Food studies teach us much about foods and eaters, but despite their impressive coverage and richness, they pay little attention to what occurs between the two: they tend to neglect the many market professionals and “market-things” that act as a bridge between food products and consumers. This paper proposes to fill the gap by examining how the transformation of the grocery business and related techniques contributed to reshaping the food industry’s strategies, the content of foods and the identity of eaters. This investigation was conducted by studying the trade magazine Progressive Grocer over the period 1922–1959. It shows how the journal promoted a new art of “making people buy and eat”. Grocers were invited to modify their practices, hence the eaters’ experience, by implementing two different strategies: a movement of “betterment” of their previous service know-how and then a more radical movement of “replacement” of this know-how by the new “self-service” arrangement. By following these two movements, we understand how grocery professionals and techniques made us buy and eat, but made us do so differently, to the extent that the grocery business and related devices changed foods as well as consumers’ identities.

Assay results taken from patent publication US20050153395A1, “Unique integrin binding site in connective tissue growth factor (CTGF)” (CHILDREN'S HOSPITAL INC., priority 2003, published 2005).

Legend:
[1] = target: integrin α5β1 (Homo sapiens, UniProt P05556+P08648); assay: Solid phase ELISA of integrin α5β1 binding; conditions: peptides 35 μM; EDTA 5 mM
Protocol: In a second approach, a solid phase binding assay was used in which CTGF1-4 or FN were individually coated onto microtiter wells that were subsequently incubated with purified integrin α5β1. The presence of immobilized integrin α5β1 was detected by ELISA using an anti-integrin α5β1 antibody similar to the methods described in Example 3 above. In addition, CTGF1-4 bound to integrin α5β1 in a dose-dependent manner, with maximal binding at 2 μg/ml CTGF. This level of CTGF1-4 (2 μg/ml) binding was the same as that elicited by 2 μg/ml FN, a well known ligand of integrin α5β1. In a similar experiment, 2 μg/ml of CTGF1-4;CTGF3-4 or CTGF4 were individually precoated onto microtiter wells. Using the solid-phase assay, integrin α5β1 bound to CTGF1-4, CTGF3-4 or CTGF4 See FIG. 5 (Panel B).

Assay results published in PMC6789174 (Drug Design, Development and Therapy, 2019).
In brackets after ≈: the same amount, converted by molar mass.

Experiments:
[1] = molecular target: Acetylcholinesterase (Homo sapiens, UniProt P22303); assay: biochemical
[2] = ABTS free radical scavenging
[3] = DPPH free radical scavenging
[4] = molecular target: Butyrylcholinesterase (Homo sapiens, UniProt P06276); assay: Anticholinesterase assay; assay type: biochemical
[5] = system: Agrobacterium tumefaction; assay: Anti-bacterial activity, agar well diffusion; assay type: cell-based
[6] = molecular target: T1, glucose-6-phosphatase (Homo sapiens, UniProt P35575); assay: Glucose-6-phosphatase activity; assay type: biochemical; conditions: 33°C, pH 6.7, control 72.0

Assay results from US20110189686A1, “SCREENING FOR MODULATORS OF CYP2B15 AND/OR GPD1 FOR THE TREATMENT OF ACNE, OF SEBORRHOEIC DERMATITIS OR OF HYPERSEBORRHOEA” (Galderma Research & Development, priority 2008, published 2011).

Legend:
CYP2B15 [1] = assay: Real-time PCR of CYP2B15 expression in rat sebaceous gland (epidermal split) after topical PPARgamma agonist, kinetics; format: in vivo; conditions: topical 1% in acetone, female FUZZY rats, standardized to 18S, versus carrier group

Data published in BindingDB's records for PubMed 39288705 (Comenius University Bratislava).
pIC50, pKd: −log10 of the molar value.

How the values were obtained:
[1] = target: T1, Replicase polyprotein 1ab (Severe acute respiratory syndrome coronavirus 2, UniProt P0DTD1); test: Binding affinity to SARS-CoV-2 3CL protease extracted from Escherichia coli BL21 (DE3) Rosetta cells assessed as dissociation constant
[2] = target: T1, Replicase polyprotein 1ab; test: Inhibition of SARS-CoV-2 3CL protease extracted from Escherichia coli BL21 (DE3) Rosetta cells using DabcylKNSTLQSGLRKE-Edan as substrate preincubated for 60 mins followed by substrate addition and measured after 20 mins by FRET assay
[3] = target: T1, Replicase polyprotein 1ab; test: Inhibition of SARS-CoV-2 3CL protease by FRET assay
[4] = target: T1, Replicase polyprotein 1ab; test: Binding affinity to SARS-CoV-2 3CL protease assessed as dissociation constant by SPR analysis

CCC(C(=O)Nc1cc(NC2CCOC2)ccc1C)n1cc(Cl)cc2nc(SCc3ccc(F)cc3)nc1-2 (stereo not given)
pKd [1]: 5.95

Review of Agricultural, Food and Environmental Studies – Springer Journals
Published: Jun 29, 2017
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